Hutton's article is not very good but I suspect the real reson why he draws so many hate responses (inlcuding this one from Mr Worst-of-all (?)) is the fact that he reminds his readers of the tremendous human loss caused by capitalist "modernization". China's own "communist" modernization is no worse, in terms of suffering inflicted, than the "modernization" of the rest of the world, including the effects of slavery, colonialism and imperialism. Here's a suggestion to you, Mr Worstall: why don't you judge such heroes as Washington and his successors by the same moral standards that you judge Mao. The American republic, that beacon of progress and democracy, was built on the suffering of slaves and the physical and cultural liquidation of the native people.
(Ironically, Hutton himself cites the nuking of Hiroshima as an example of the virtue of Western democracy, as if the fact that this horrendous crime is subject to debate makes the hundreds of thousands of victims any less dead. With this morally debased argument, Hutton shows that he really is not far, ideologically, from Worstall.)
Tim adds: Quick fact for you. The physical liquidation of the native people in The Americas was caused, as you should know, by disease, not active action. Try reading, Jared Diamond on the subject.
Posted by: piglet | Jan 18, 2007 6:10:12 PM
Industrialization in the US occured in the North, not in the slave economy of the South. The South generally detested the North because of its industries. It was industrialization, and the market, that ended slavery in the south.
Will we get much more of this from the Guardian? First, that tribute to Sadam, and now Mao. I'm waiting for: "Shah Palavi, we hardly knew ye"
Posted by: Dom | Jan 18, 2007 8:47:11 PM
"Spontaneous market-led industrialisation is a myth."
For an antidote, David Landes: Prometheus Unbound (Cambridge UP, 1969) is highly recommended.
Posted by: Bob B | Jan 18, 2007 9:54:23 PM
Pinochet killed 3,000, Mao killed 50,000,000 - how anyone can mention them in the same breath is beyond me. Perhaps it is because Mao only did away with the vulgar classes (peasants, merchants etc.) wheras Pinochet went for people who matter (i.e. people who went to university).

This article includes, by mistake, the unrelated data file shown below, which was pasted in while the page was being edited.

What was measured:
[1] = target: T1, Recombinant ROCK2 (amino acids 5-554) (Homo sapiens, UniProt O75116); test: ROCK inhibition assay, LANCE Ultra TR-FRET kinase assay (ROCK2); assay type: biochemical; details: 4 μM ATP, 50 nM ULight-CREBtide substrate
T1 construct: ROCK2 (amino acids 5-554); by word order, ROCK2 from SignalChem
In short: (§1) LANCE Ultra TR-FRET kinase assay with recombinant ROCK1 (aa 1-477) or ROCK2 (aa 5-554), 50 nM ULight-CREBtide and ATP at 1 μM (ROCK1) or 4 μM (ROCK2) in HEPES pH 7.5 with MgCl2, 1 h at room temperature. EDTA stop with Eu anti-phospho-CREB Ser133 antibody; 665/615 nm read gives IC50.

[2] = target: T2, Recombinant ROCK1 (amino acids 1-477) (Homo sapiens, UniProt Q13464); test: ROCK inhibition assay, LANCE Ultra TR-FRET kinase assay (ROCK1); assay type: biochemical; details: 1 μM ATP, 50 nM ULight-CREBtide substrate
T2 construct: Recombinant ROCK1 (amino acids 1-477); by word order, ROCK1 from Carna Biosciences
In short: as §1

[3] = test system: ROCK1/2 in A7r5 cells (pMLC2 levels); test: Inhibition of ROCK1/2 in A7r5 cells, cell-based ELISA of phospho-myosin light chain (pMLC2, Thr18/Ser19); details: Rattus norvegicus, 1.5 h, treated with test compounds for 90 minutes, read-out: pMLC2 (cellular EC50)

Posted by: Gabriel | Jan 18, 2007 10:53:49 PM
Try this on Chile before Pinochet:
Posted by: Bob B | Jan 18, 2007 11:13:53 PM
In antebellum USA the slave states were the poorest and least industrialised; industry was concentrated in the northern free states, which were the richer. Chattel slave economies are low surplus, not high.
US industry was NOT built on slavery, it was built despite slavery.
In England? Yeah, the conditions in factories were dreadful by todays standards, so why did people flock to industrial towns for jobs? Easy, bad as factories and the towns were they were much better than the country and agriculture. The factory workers, from the very beginning, were LESS exploited, and had better living standards, than the country folk.
Posted by: Chris Harper | Jan 19, 2007 4:05:10 AM
Ahem . .
"Before 1800 we have no reliable figures for the relative sizes of different economic sectors. We can say that the proportion of the population engaged in agriculture fell from an estimated 75 per cent in 1500 to 40 per cent in 1800. But the pre-1800 figures shown on figure 2 are estimates rather than hard data. The implied rise in agricultural productivity revolutionised the economy by enabling the proportion of the workforce not engaged in agriculture to rise from 20 per cent to 60 per cent. To date it has not been possible to specify reliably either the timing or the regional patterning of this development."
"The 1851 population census [in Britain] revealed a watershed demographic event: for the first time in the history of any large nation, more people lived in towns than in the countryside. . . . In nineteenth-century Britain, urban areas exhibited higher mortality rates than did rural areas."
Posted by: Bob B | Jan 19, 2007 9:24:17 AM
On mortality rates, there's sense in this:
"A sewer is the best medicine, poll declares. . . 'Contamination of drinking water is still the single biggest killer in the world and it always has been,' he said. 'As such, the humble lavatory is the greatest device ever invented in medical history.'"
Posted by: Bob B | Jan 19, 2007 9:41:01 AM
Gabriel, have you never heard of the Cultural Revolution? Killing university-educated people was the whole point...
Also, Ian Huntley killed two children; that chap in the Ukraine killed 150. I think it's entirely reasonable to mention them in the same breath, and would be surprised if anyone were to disagree.
Posted by: john b | Jan 19, 2007 11:22:34 AM